Seasonal and extreme precipitation characteristics for the watersheds of the Canadian Prairie Provinces as simulated by the NARCCAP multi-RCM ensemble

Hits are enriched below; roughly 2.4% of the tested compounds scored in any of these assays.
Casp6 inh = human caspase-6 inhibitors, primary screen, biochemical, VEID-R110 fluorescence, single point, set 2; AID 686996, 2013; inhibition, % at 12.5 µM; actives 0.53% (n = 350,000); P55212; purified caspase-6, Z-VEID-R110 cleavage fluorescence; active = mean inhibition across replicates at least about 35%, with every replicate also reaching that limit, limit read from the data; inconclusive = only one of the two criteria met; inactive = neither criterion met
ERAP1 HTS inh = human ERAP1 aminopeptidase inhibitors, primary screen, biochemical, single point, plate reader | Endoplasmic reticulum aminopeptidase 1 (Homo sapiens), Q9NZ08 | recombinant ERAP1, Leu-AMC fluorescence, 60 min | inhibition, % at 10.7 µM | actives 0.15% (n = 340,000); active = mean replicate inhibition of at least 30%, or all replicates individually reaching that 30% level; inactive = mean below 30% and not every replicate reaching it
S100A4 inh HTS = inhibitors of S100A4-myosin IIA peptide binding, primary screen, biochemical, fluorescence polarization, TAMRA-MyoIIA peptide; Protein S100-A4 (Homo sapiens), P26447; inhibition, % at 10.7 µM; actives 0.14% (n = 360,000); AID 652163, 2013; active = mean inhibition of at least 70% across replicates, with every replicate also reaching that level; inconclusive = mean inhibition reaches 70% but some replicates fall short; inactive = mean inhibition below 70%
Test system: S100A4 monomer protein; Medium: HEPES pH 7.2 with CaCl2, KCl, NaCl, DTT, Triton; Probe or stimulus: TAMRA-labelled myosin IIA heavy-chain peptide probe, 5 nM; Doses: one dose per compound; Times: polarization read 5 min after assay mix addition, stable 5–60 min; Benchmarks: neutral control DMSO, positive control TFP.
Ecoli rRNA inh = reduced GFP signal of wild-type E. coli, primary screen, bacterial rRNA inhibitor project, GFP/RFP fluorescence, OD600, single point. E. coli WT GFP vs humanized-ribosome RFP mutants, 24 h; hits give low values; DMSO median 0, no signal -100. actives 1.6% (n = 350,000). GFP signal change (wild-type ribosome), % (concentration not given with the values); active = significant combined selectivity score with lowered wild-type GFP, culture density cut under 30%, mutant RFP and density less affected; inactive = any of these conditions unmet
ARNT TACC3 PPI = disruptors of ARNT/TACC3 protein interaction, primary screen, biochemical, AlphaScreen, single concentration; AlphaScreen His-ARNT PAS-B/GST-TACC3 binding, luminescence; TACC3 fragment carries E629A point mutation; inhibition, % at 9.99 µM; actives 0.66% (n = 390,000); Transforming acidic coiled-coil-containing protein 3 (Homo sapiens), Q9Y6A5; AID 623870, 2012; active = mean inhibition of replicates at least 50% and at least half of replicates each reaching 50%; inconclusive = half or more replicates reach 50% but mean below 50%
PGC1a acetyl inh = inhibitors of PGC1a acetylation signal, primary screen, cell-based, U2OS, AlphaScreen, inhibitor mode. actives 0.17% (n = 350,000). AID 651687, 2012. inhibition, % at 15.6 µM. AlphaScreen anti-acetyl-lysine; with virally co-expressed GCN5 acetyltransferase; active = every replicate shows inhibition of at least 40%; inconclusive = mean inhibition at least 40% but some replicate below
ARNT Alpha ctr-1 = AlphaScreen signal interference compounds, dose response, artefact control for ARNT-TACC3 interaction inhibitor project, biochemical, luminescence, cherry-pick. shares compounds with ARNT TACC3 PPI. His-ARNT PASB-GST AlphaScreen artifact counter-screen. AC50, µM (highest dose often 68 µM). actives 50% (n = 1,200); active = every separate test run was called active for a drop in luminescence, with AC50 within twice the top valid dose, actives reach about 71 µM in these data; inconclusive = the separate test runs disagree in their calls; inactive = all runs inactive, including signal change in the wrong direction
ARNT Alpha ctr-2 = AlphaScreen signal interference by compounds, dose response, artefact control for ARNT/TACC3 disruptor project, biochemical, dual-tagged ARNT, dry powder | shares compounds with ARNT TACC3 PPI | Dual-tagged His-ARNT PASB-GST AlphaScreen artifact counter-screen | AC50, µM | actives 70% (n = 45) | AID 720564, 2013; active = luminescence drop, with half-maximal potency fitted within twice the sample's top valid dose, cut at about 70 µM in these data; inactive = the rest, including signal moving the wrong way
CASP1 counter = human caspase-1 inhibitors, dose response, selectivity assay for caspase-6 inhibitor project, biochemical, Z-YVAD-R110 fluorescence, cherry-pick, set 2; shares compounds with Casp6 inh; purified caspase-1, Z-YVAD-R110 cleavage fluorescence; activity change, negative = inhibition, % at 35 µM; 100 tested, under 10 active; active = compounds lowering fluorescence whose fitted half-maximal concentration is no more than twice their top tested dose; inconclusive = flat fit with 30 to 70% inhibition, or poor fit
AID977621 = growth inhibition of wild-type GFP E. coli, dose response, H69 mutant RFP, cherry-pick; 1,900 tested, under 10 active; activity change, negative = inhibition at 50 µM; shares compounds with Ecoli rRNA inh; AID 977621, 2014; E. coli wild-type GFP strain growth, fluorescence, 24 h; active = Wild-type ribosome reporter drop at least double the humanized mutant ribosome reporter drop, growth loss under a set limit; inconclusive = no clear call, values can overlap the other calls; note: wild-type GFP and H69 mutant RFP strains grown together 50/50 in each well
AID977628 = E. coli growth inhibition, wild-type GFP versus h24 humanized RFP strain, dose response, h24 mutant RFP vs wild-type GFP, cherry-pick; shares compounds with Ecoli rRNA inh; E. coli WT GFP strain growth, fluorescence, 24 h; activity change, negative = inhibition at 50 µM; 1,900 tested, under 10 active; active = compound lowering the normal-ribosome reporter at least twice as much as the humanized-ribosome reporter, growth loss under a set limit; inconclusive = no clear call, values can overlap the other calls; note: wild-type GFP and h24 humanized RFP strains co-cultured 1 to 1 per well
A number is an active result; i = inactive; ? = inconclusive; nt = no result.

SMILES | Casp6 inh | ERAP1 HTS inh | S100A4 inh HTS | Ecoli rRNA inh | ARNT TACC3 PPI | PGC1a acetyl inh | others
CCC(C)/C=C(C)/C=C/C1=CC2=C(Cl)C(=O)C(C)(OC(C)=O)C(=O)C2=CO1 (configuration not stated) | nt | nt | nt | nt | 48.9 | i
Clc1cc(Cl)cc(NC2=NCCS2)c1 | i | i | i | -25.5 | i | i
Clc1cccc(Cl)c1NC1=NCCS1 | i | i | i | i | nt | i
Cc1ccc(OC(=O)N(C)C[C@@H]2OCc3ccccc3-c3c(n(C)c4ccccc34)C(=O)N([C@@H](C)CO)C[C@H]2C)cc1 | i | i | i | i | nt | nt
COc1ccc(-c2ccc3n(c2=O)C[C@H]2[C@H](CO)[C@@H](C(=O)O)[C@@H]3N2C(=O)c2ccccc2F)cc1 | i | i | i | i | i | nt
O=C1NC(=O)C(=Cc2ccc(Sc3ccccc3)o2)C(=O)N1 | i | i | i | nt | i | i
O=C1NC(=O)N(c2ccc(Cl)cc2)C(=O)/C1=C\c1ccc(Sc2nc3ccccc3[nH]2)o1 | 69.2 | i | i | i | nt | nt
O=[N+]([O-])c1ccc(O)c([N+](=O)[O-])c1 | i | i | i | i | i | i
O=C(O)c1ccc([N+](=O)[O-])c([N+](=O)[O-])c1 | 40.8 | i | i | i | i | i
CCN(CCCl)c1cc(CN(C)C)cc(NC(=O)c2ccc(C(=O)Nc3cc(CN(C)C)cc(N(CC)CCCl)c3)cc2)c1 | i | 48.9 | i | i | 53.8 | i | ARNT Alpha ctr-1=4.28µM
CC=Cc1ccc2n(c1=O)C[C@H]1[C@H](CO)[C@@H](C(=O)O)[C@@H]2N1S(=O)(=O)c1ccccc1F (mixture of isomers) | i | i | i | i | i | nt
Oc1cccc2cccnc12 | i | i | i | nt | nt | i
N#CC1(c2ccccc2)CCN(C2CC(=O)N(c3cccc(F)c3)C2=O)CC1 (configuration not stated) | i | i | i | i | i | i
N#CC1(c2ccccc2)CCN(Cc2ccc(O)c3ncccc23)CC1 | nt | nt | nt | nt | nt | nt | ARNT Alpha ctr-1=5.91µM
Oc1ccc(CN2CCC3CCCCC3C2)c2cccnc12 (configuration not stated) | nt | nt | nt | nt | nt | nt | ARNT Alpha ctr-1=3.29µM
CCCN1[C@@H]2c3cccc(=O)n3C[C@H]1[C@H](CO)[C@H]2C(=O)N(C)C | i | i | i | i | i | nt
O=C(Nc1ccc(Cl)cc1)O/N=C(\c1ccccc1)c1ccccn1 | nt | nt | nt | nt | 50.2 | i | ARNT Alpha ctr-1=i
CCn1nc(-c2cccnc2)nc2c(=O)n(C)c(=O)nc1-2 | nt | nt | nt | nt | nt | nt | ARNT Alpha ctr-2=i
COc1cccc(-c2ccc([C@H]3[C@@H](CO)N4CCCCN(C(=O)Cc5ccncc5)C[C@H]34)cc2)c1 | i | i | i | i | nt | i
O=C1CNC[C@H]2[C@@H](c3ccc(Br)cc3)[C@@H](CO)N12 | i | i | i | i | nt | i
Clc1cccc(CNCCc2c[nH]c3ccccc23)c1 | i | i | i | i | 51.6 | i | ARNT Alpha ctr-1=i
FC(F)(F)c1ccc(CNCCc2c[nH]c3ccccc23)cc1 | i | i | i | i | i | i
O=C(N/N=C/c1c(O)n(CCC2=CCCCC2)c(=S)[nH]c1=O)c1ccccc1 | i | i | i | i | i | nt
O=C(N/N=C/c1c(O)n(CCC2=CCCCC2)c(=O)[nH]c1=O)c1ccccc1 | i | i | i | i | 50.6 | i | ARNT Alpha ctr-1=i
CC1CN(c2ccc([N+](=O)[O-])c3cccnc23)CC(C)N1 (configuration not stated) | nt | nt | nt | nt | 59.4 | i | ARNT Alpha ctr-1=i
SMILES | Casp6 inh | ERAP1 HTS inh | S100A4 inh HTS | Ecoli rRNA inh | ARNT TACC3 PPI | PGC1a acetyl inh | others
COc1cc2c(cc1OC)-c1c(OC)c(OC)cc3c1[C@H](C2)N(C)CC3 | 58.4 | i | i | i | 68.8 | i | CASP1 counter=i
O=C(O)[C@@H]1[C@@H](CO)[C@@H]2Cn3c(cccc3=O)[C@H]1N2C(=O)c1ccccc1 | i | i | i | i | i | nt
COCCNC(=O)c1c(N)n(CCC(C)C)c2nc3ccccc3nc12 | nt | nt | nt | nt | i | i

This study evaluates projected changes to characteristics of winter, spring, summer and fall seasonal precipitation and rain and snow dominated daily precipitation extremes for 47 watersheds, located mainly in the Alberta, Saskatchewan and Manitoba provinces of Canada, using a multi-Regional Climate Model (RCM) ensemble available through the North American Regional Climate Change Assessment Program. The set of simulations considered includes those performed with the six participating RCMs for the 1980–2004 period driven by National Centre for Environmental Prediction reanalysis II and those driven by four Atmosphere–Ocean General Circulation Models (AOGCMs) for the 1971–2000 and 2041–2070 periods. For precipitation extremes, regional frequency analysis is used to develop projected changes to selected 10-, 30- and 50-year return levels of rain and snow dominated extremes (i.e. RDEs and SDEs) separately. The uncertainties due to internal dynamics and physics of the RCMs and those due to the lateral boundary data from driving AOGCMs are studied at the watershed level and evaluated in terms of coefficient of variation on the basis of a multi-RCM ensemble. In general, the structural uncertainty appears to be larger than that associated with the choice of the driving AOGCM for most of the precipitation characteristics considered. Analyses of multi-RCM ensemble-averaged projected changes to mean seasonal precipitation and various return levels of RDEs and SDEs show an increase over nearly all the study domain. The changes to seasonal precipitation are not generally found statistically significant at 5 % significance level but those for RDEs and SDEs are found significant more often for return levels of smaller return period (10-year) compared to those of larger return period (50-year). It is expected that changes in seasonal and extreme precipitation characteristics will have important implications for managing regional water security-related issues in the Canadian Prairie Provinces.